Economic boom and growing commercialism have been a nightmare forMillions of Indians. Prize-winning author and activist Arundhati Roy claims that, "Even if you know what is going on, you can't help thinking India is this cool place now, Bollywood is 'in' and all of us have mobile phones. But it is almost as if the light is shining so brightly that you do not notice the darkness. There is no understanding whatsoever of what price is being paid by the rivers and mountains and irrigation and ground water, there is no questioning of that because we are on a roll."
Falling water tables in states such as Andhra Pradesh and Maharashtra have forced millions of farmers to the brink of ruin. Buried under unpayable loans, thousands have committed suicide.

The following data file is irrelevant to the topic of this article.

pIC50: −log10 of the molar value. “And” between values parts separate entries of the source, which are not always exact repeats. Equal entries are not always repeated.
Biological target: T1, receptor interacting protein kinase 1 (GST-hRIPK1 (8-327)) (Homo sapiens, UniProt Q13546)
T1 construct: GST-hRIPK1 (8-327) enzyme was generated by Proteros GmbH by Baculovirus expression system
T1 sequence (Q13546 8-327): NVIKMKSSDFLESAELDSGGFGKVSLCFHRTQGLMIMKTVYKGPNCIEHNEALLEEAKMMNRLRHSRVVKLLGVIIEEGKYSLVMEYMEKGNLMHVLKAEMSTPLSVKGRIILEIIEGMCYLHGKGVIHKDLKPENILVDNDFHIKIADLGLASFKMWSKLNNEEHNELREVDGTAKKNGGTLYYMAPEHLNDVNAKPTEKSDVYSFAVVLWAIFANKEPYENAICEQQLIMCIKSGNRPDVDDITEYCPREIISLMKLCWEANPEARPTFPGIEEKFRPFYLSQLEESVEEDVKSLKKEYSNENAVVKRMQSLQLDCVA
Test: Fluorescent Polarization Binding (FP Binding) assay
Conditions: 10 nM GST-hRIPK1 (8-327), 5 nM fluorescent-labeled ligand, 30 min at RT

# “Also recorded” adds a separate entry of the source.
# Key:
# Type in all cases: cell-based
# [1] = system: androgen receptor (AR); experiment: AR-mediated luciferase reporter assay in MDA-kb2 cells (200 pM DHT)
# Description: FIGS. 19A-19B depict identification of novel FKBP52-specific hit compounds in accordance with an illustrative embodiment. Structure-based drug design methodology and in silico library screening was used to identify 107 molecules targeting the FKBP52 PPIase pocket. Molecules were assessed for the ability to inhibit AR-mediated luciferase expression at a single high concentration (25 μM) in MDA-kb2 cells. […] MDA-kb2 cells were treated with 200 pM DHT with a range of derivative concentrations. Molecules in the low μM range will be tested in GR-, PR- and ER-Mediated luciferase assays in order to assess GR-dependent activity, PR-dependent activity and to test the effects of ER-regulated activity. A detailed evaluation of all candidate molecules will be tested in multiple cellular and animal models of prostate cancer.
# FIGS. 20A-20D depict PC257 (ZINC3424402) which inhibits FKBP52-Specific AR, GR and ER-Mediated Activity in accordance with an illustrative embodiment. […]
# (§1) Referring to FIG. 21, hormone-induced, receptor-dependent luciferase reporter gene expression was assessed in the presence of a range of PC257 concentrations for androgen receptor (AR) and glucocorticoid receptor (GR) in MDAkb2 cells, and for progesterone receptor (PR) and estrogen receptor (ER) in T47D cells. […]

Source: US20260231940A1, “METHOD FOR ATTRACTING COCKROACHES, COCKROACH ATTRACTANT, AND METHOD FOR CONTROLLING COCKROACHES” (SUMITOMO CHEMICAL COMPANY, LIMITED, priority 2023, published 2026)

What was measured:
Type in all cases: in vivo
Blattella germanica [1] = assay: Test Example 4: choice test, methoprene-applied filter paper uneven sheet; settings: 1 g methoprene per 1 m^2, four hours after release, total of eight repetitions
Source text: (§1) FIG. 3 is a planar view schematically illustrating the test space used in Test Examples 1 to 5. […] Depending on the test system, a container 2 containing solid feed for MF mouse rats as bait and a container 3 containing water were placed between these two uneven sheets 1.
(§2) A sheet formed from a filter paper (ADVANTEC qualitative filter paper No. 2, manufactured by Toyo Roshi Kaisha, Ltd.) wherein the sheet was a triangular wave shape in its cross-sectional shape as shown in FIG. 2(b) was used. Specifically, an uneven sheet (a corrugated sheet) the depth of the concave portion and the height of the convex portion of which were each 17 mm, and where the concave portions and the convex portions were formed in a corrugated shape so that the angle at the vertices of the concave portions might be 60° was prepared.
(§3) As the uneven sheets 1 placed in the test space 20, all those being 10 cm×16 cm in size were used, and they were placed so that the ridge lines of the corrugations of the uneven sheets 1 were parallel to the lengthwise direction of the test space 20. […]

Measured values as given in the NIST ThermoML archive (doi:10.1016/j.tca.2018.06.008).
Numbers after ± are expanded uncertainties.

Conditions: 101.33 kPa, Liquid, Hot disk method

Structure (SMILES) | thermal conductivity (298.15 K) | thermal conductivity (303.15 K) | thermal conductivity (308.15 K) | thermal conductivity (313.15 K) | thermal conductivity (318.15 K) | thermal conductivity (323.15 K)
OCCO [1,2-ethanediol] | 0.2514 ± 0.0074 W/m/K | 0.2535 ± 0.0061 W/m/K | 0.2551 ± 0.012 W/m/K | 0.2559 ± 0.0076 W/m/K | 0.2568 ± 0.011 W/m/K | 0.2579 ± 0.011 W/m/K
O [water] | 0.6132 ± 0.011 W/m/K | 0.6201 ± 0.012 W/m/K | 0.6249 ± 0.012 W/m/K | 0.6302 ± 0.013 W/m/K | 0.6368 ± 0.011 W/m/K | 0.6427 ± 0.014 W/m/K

Roy said the poor were being sold a dream of consumerism which was impossible to deliver economically or environmentally.
"The idea of turning one billion people into consumers is terrifying," she said.
Recent court decisions in favour of dams and slum clearances had tipped the playing field further against the poor. "It is so easy for people who are on this side of the line to climb the ladder. The middle class has expanded and is having a good time, but for people who are on the other side it is becoming impossible to survive," Roy said. "There are no jobs, there is just nowhere to go, no way out of it at all."
India is becoming a charicature of everything that is wrong about development. Along with many other countries, it is headed toward a crisis of almost unimaginable proportion.